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Hellzén, O., Haugenes, M. & Ostby, M. (2018). 'It's my home and your work': the views of a filmed vignette describing a challenging everyday situation from the perspective of people with intellectual disabilities. International Journal of Qualitative Studies on Health and Well-being, 13(1), Article ID 1468198.
Open this publication in new window or tab >>'It's my home and your work': the views of a filmed vignette describing a challenging everyday situation from the perspective of people with intellectual disabilities
2018 (English)In: International Journal of Qualitative Studies on Health and Well-being, ISSN 1748-2623, E-ISSN 1748-2631, Vol. 13, no 1, article id 1468198Article in journal (Refereed) Published
Abstract [en]

Purpose: Examining everyday challenges in the interactions between people with intellectual disabilities and their staff, as seen from the user's perspective, is an important perspective in health care research. Involving people with intellectual disabilities as so-called co-researchers is a relatively unexplored research strategy. In this paper, co-researchers participated in all the steps of the research process, from planning to reporting, in addition to the written reporting of the findings. The aim of this study was to explore how people with intellectual disabilities experienced a filmed vignette of an everyday situation. Method: Based on audio-recorded and transcribed individual and focus-group interviews with people with intellectual disabilities, performed by co-researchers with intellectual disabilities together with researchers, qualitative content analysis was used. Results: The analysis reveals three themes: "being emotionally touched", "being aware of the other", and "being unclear". Conclusions: The results are discussed in light of normalization and participation in society with independence and one's own decision-making. Regarding the care of people with intellectual disabilities, the main finding is the need to focus not only on greater involvement of this population in their own daily lives, but also to teach self-determination skills. Another finding is the importance of involving people with intellectual impairment as co-researchers.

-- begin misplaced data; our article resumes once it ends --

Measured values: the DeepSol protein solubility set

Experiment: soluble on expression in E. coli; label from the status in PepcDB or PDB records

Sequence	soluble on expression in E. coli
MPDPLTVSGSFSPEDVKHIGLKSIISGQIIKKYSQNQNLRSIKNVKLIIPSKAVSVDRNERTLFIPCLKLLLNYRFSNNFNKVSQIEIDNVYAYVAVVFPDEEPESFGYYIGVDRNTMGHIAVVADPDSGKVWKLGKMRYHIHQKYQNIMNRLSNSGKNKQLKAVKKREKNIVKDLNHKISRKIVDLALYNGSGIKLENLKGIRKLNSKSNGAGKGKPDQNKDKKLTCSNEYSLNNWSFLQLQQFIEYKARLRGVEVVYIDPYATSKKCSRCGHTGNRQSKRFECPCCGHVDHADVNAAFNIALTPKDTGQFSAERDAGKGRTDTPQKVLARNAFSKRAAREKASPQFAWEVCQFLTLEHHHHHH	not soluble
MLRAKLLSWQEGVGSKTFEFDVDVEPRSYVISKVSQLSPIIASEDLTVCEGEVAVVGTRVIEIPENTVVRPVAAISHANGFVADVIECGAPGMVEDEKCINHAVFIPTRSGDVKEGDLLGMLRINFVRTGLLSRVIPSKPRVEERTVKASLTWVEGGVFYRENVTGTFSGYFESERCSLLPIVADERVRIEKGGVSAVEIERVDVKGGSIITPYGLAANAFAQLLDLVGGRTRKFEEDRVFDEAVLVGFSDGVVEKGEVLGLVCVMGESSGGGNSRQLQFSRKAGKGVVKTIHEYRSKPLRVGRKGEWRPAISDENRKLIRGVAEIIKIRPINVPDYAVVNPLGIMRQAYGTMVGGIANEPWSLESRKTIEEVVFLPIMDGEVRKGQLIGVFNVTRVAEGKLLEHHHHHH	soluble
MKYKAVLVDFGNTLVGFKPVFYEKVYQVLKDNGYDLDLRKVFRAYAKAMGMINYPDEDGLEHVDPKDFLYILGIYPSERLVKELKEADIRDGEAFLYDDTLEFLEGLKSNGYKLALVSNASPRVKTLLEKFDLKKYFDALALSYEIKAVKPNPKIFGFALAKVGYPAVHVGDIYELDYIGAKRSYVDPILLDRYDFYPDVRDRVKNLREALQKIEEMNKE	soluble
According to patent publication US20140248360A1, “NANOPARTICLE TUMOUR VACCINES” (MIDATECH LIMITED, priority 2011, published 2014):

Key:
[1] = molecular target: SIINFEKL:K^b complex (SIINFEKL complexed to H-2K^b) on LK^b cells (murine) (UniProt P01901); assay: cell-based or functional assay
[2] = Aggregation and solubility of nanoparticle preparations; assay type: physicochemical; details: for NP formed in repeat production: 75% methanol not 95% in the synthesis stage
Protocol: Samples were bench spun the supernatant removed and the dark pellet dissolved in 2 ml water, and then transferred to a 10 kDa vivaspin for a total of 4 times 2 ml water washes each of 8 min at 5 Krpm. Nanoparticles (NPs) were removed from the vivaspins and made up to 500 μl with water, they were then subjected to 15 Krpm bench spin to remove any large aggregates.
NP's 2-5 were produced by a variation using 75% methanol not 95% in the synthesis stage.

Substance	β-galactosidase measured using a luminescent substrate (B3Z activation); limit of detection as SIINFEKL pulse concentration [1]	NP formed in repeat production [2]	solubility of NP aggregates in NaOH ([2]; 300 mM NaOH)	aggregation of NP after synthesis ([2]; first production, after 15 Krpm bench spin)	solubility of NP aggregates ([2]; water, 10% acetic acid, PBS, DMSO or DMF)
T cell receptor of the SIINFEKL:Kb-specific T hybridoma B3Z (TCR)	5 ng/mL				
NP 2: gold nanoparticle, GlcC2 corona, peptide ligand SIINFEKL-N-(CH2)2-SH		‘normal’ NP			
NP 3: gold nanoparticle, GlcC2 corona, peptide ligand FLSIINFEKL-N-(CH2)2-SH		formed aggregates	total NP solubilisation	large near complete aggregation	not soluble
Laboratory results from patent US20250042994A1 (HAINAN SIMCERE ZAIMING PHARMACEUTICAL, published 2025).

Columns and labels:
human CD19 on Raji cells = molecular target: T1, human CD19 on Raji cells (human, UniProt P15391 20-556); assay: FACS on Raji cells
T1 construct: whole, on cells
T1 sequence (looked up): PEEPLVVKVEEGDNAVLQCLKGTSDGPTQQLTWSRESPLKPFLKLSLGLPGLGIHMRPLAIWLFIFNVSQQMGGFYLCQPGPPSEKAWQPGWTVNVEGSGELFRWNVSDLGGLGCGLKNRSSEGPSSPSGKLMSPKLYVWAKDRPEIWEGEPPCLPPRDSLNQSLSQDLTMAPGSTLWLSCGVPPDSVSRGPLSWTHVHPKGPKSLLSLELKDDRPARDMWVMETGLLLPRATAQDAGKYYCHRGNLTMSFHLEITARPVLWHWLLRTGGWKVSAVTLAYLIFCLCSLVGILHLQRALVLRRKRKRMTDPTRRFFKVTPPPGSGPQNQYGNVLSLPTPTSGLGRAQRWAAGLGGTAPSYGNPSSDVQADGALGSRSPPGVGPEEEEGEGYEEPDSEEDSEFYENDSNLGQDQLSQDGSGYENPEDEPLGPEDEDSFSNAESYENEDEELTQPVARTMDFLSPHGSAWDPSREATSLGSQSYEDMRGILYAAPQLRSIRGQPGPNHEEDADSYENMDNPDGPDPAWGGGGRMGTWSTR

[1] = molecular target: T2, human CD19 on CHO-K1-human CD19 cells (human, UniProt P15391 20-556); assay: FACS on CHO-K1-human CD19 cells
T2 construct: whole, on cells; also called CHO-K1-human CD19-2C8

Keywords
Content analysis, ethical issues, focus-group interviews, intellectual disabilities, vignettes
National Category
Nursing
Identifiers
urn:nbn:se:miun:diva-33678 (URN)10.1080/17482631.2018.1468198 (DOI)000431817300001 ()29733261 (PubMedID)2-s2.0-85046860160 (Scopus ID)
Available from: 2018-05-30 Created: 2018-05-30 Last updated: 2018-07-04Bibliographically approved
Devik Andreasen, S., Hellzen, O. & Enmarker, I. (2017). Bereaved family members' perspectives on suffering among older rural cancer patients in palliative home nursing care: A qualitative study. European Journal of Cancer Care, 26(6), Article ID e12609.
Open this publication in new window or tab >>Bereaved family members' perspectives on suffering among older rural cancer patients in palliative home nursing care: A qualitative study
2017 (English)In: European Journal of Cancer Care, ISSN 0961-5423, E-ISSN 1365-2354, Vol. 26, no 6, article id e12609Article in journal (Refereed) Published
Abstract [en]